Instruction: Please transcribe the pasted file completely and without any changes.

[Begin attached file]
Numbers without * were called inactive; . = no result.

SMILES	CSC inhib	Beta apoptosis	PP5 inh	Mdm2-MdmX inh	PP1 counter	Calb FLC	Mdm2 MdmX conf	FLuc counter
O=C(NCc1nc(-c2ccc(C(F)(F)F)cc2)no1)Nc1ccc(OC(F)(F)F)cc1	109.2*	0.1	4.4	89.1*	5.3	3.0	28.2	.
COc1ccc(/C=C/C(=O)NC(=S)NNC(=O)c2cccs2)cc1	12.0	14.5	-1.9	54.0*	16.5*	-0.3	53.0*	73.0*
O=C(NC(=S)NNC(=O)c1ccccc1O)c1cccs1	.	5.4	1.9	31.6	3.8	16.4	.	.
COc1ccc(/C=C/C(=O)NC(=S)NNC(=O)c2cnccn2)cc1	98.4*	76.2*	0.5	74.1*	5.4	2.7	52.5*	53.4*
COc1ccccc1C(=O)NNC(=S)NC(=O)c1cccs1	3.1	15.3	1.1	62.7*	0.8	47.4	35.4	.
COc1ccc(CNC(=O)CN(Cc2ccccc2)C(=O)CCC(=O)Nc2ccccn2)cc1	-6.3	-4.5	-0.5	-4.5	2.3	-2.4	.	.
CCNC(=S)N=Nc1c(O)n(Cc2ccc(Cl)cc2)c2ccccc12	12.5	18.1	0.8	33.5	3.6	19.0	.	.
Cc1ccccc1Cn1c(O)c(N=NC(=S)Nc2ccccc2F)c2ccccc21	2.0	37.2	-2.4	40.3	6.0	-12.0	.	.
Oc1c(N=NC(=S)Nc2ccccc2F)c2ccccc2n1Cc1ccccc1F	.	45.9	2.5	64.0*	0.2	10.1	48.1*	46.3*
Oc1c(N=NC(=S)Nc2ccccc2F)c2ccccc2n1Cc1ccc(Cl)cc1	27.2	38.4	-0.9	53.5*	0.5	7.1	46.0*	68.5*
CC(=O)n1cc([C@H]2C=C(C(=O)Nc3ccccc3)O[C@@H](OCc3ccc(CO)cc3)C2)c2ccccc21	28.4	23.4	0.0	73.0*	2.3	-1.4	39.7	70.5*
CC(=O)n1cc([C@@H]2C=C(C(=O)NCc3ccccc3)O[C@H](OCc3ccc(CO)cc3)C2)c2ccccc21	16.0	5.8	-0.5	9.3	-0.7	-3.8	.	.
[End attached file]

Numbers without * were called inactive; . = no result.

SMILES	CSC inhib	Beta apoptosis	PP5 inh	Mdm2-MdmX inh	PP1 counter	Calb FLC	Mdm2 MdmX conf	FLuc counter
O=C(NCc1nc(-c2ccc(C(F)(F)F)cc2)no1)Nc1ccc(OC(F)(F)F)cc1	109.2*	0.1	4.4	89.1*	5.3	3.0	28.2	.
COc1ccc(/C=C/C(=O)NC(=S)NNC(=O)c2cccs2)cc1	12.0	14.5	-1.9	54.0*	16.5*	-0.3	53.0*	73.0*
O=C(NC(=S)NNC(=O)c1ccccc1O)c1cccs1	.	5.4	1.9	31.6	3.8	16.4	.	.
COc1ccc(/C=C/C(=O)NC(=S)NNC(=O)c2cnccn2)cc1	98.4*	76.2*	0.5	74.1*	5.4	2.7	52.5*	53.4*
COc1ccccc1C(=O)NNC(=S)NC(=O)c1cccs1	3.1	15.3	1.1	62.7*	0.8	47.4	35.4	.
COc1ccc(CNC(=O)CN(Cc2ccccc2)C(=O)CCC(=O)Nc2ccccn2)cc1	-6.3	-4.5	-0.5	-4.5	2.3	-2.4	.	.
CCNC(=S)N=Nc1c(O)n(Cc2ccc(Cl)cc2)c2ccccc12	12.5	18.1	0.8	33.5	3.6	19.0	.	.
Cc1ccccc1Cn1c(O)c(N=NC(=S)Nc2ccccc2F)c2ccccc21	2.0	37.2	-2.4	40.3	6.0	-12.0	.	.
Oc1c(N=NC(=S)Nc2ccccc2F)c2ccccc2n1Cc1ccccc1F	.	45.9	2.5	64.0*	0.2	10.1	48.1*	46.3*
Oc1c(N=NC(=S)Nc2ccccc2F)c2ccccc2n1Cc1ccc(Cl)cc1	27.2	38.4	-0.9	53.5*	0.5	7.1	46.0*	68.5*
CC(=O)n1cc([C@H]2C=C(C(=O)Nc3ccccc3)O[C@@H](OCc3ccc(CO)cc3)C2)c2ccccc21	28.4	23.4	0.0	73.0*	2.3	-1.4	39.7	70.5*
CC(=O)n1cc([C@@H]2C=C(C(=O)NCc3ccccc3)O[C@H](OCc3ccc(CO)cc3)C2)c2ccccc21	16.0	5.8	-0.5	9.3	-0.7	-3.8	.	.